Unpacking the "Unitrix" malware

Unpacking the "Unitrix" malware

The “Unitrix” exploit takes several Unicode features designed for right-to-left languages and uses them to mask malicious executables as safe text or video files. Here is a short list of the main options.

We described Unitrix in a recent release Hackers flip filenames to create "safe" file extensions. But, this was just the start of the detective work. Analysis of this exploit showed that the hackers do not directly takeover the infected computers. Instead, they have a “pay per installation” network that provides outsourced infection and malware distribution services for other cybergangs – apparently based in Russia and the Ukraine – after giving each infected computer its own identification number. And, this gang has the ability to change the final payload thanks to its downloader: rootkit today, tomorrow something else.

We’ve titled this malware W32:Fivfrom. It’s a malware downloader which, after activation, connects to several distribution centers to download and install malware to the infected computer. We analyzed over fifty separate files, all of which initially looked quite different. But when we looked inside, we found some similar patterns. All files were packed with UPX, and then there was a polymorphic loader which generated the final exe file. This means the malware contained two layers of protection - UPX as the first layer and a polymorphic loader for the second layer.

Here is the binary data at the entry point for two different samples. Although they look completely different, their output is always the same.

Figure 2. Polymorphic loader 1













Although this may seem complicated, extracting the code of loader is very simple. In OllyDBG, put breakpoint on VirtualFree, and run the application. When the debugger stops, you will see this in your stack window:

0012F3BC 00921909 /CALL to VirtualFree from 00921907

0012F3C0 00970000 |Address = 00970000 <<<<

0012F3C4 00004400 |Size = 4400 (17408.)

0012F3C8 00004000 \FreeType = MEM_DECOMMIT

where memory block being currently unallocated contains the code of the downloader itself. Figure 4 shows the window of debugger at the moment when we can dump the original (unpacked and loaded) downloader.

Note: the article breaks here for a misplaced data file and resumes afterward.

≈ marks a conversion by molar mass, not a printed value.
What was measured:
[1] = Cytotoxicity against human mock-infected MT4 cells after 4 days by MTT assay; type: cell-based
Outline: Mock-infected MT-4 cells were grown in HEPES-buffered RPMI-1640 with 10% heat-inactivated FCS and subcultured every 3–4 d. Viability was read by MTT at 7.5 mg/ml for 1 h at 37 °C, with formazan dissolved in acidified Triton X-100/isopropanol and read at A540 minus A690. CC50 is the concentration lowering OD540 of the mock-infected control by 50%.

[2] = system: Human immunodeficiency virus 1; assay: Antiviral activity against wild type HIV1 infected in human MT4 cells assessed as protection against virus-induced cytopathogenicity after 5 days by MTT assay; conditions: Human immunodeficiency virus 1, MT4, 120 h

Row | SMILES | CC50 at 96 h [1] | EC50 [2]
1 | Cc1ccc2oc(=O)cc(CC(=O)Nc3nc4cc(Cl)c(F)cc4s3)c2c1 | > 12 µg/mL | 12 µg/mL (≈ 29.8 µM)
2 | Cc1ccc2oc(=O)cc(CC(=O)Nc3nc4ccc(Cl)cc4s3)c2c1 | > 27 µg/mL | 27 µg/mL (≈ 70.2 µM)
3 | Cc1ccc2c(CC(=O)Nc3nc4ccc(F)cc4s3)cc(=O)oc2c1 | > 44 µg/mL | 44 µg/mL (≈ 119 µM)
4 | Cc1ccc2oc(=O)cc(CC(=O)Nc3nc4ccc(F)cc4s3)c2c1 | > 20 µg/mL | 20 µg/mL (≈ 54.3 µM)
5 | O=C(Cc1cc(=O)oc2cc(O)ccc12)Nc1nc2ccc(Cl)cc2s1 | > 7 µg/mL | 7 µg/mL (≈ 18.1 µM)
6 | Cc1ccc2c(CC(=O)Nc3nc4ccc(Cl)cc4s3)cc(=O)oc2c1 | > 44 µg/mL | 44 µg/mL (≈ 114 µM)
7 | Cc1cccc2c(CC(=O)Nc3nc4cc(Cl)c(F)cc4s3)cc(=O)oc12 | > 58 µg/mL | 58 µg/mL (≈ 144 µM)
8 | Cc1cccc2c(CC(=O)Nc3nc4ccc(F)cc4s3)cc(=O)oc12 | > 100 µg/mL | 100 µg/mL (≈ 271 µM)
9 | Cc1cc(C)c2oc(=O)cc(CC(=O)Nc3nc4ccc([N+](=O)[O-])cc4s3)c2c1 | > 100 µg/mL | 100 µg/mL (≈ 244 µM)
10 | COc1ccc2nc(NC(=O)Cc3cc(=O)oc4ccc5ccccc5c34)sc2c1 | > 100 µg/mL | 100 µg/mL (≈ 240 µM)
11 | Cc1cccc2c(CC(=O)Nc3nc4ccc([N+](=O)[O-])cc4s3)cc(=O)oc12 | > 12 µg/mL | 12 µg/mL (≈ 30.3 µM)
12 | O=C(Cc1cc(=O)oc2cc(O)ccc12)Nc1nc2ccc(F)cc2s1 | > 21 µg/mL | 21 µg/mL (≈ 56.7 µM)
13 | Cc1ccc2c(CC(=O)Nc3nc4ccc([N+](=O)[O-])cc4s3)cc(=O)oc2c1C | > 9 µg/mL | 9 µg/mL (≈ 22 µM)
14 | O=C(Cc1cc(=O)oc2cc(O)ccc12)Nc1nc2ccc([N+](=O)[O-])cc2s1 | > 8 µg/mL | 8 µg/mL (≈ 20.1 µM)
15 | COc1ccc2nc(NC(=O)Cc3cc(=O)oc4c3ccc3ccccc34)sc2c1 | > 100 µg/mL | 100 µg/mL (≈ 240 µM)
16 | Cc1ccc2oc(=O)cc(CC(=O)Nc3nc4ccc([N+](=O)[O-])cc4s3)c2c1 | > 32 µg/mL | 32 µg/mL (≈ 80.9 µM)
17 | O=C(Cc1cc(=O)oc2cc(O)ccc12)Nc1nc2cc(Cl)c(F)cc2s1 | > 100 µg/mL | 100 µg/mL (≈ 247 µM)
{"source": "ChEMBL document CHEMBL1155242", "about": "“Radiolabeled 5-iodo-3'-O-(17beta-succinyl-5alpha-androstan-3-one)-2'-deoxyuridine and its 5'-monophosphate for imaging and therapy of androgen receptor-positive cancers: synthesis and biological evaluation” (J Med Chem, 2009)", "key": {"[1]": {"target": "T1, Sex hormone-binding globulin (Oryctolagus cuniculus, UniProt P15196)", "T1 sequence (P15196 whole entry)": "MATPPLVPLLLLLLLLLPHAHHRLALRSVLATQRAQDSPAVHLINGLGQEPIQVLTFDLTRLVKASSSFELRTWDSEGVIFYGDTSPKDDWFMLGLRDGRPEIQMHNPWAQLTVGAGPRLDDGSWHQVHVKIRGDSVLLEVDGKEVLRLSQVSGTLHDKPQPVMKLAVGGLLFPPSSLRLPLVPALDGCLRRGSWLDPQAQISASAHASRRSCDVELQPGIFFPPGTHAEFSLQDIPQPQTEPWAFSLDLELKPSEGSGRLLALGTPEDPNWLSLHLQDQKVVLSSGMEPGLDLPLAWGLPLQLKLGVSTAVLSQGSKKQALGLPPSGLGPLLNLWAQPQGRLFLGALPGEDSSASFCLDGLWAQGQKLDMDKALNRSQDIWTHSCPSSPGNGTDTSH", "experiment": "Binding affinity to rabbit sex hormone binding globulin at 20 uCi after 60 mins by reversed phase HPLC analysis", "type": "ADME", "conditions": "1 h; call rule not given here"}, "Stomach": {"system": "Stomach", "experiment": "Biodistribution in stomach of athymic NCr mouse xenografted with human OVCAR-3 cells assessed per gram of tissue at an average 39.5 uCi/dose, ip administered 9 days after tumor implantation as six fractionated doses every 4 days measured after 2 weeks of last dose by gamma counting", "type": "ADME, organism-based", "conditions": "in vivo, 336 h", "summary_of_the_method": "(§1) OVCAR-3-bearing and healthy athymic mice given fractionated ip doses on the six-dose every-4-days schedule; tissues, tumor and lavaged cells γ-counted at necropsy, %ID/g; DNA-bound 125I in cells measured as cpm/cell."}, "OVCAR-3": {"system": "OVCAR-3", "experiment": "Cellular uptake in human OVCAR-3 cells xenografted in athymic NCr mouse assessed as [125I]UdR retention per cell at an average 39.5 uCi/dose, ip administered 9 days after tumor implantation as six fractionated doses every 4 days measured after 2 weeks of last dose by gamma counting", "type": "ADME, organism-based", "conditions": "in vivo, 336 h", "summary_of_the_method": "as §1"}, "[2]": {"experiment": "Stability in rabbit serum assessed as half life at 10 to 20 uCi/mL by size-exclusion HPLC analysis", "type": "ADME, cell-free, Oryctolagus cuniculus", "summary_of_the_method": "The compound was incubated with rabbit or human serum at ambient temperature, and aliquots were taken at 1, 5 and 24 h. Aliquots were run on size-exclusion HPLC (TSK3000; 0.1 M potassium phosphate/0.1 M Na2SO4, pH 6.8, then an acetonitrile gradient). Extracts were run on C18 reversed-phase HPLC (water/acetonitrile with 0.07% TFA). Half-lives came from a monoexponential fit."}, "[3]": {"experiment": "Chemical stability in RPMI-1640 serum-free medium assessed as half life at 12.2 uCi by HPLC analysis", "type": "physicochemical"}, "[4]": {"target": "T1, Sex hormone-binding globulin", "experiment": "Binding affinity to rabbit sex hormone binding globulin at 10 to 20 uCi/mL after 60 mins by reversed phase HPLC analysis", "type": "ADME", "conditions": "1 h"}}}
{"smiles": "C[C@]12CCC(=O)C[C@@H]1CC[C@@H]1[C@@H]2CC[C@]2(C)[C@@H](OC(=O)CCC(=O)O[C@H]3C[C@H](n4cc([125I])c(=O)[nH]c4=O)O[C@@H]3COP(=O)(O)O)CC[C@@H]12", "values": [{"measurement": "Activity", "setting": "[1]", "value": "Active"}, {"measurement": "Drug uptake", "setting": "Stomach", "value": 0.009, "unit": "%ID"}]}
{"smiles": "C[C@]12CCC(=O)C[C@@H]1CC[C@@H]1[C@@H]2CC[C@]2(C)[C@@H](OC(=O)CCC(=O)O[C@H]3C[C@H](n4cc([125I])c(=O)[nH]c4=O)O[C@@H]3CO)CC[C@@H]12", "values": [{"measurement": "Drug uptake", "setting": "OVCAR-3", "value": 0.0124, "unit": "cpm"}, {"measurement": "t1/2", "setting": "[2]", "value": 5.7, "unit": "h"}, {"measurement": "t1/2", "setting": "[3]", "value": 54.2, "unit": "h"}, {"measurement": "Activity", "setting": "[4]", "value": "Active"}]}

As I mentioned, Malware Fivfrom is a downloader and individual variants may connect to a range of different URL addresses. It is assigned several URL addresses which serve as the source of commands for the downloader. The downloader specifies a request and obtains the reply stating which file to download and execute.

So far, we have identified three URL addresses:

  • dns-grepfree.com
  • armaturan.ru
  • dateoncount.com

The request format is the same for all servers and looks like this:

<server>/<path>/ots.php?seller=<seller_id>&hash={<hash unique for each computer>}

From the URL format, we can deduce that this is pay-per-install network. Users who distribute malware (sellers) are assigned an ID. Every time a new computer is infected, this new unique hash and seller ID are reported to servers.


  • dns-grepfree.com/R3FG2mJsx0o4F/dl/ots.php?seller=3&hash={FEDBB4FD-AD01-4274-950A-674E7629C126}
  • armaturan.ru/forum/dl/ots.php?seller=4&hash={1C9412AB-663E-4E68-928F-5F746C805150}
  • dateoncount.com/pdloder/dl/getapp.php?seller=1&hash={40AA506C-76CF-4C01-A901-40A73168B17D}

After the URL request is sent, there is a server reply. Here is an example of successful reply to a request from dns-grepfree.com:

||485d4b022a359b9ebc841956bbdc0bc0||http://filmzone.org.ua/k.gif ||0||0||GBNTBBkA.exe||<br>

We can see that the reply contains link to the new URL and the name of new exe file. The downloader downloads this file (http://filmzone.org.ua/k.gif), renames it as GBNTBBkA.exe and executes. Although the newly downloaded file has a GIF extension, it is internally another MZ exe file.

Another step of our analysis was to look a little bit inside the file GBNTBBkA.exe. When we first executed this file, it quickly ended and nothing happened. After a deeper examination, we found out that GBNTBBkA.exe was a rootkit dropper. It dropped the file “yplv.sys” in c:\windows\system32\drivers\ and installed this newly dropped file as a new windows service.

After this service successfully started, the injected rootkit is able to hide. The yplv.sys file was no longer visible, although it was still present in the system. Figures 5 and 6 show the impact of the installed rootkit: Figure 5 shows the contents of system before rootkit is installed, the right figure shows after rootkit is installed and the presence of infection hidden.
















Figure 6. Rootkit hidden



Another evidence of rootkit activity is output from the Rootkit Revealer program. We can see that (among others) yplv.sys is hidden from API.



So where does this take us? For the final user, the important issue is that they are infected with some malware that keeps its presence very, very quiet. On the way to this infection, the owners of this pay-per-installation network can change the payload of their downloader at any time.






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